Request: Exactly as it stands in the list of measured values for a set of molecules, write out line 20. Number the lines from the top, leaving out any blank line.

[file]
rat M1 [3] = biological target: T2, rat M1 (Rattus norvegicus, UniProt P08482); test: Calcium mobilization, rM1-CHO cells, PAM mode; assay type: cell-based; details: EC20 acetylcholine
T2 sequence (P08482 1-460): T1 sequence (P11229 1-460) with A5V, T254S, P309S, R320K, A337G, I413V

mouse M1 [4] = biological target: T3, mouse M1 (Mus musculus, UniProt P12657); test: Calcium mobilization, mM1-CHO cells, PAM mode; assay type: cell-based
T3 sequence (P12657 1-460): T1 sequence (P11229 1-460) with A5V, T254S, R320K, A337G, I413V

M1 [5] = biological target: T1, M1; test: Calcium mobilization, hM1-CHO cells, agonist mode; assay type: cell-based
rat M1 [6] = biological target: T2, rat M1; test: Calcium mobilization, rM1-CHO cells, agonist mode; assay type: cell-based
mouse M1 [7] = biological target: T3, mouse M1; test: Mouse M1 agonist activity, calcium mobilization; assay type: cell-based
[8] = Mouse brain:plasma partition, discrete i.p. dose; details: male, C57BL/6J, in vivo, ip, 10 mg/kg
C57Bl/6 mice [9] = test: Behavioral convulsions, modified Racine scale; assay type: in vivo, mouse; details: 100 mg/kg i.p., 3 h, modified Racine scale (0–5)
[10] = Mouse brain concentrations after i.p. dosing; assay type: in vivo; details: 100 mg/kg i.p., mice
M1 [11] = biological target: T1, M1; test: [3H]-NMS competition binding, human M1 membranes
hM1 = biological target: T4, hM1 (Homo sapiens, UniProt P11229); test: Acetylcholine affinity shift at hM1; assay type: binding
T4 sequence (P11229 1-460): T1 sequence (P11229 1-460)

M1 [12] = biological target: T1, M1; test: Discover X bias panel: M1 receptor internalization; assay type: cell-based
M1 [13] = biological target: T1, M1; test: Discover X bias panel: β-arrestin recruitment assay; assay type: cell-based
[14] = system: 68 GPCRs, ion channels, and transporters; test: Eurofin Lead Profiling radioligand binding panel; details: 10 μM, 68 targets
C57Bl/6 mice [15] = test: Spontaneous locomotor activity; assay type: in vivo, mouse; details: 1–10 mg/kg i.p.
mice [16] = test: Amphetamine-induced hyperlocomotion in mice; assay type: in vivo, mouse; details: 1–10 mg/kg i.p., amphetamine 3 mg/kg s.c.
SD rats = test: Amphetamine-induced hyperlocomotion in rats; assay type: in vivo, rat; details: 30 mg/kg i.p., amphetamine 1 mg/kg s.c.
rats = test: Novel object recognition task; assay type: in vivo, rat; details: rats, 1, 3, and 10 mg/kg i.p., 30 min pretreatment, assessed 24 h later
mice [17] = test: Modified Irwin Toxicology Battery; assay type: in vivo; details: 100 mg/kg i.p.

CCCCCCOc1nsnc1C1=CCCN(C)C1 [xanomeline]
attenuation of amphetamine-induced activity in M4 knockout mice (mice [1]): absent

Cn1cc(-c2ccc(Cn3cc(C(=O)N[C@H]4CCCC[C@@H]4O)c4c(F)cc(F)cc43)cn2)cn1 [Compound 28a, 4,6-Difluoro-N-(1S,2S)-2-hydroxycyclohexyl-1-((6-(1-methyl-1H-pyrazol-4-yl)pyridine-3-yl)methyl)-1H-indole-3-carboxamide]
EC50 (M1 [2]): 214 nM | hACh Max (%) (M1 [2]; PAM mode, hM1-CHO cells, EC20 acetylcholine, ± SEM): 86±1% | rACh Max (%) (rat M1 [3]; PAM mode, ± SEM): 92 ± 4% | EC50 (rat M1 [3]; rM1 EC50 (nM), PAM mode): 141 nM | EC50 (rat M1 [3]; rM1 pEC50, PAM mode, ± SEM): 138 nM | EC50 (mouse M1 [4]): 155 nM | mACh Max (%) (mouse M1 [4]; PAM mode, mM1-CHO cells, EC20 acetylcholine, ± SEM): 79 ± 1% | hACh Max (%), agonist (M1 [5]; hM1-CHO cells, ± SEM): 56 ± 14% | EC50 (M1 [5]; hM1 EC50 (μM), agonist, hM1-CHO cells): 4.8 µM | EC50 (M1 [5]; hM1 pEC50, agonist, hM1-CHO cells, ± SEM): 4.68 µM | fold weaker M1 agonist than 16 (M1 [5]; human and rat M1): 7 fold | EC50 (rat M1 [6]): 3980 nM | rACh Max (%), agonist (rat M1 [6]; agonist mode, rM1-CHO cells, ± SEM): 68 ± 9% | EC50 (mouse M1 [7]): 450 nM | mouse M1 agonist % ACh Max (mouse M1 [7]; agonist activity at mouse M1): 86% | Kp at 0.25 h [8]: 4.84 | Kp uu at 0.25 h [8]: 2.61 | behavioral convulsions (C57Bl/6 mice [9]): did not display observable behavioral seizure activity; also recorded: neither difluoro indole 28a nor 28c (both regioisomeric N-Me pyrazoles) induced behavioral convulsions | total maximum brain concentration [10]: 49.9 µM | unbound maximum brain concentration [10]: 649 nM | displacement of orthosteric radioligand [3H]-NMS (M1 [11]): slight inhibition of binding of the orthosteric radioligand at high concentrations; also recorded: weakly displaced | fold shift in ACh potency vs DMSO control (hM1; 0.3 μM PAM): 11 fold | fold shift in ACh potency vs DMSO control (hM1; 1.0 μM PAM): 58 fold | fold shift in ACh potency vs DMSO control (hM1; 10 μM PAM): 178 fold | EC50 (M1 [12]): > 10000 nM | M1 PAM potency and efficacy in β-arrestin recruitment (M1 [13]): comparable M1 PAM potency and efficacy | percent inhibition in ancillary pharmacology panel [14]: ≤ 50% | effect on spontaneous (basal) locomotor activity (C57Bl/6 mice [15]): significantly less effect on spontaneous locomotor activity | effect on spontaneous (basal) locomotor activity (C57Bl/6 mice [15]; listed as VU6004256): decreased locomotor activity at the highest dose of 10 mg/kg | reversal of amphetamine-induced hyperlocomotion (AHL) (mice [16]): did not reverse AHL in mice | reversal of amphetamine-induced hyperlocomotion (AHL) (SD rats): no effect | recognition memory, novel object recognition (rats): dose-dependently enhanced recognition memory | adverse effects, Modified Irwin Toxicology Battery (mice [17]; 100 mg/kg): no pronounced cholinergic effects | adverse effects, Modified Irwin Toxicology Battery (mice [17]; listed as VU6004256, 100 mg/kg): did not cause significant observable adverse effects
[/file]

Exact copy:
rats = test: Novel object recognition task; assay type: in vivo, rat; details: rats, 1, 3, and 10 mg/kg i.p., 30 min pretreatment, assessed 24 h later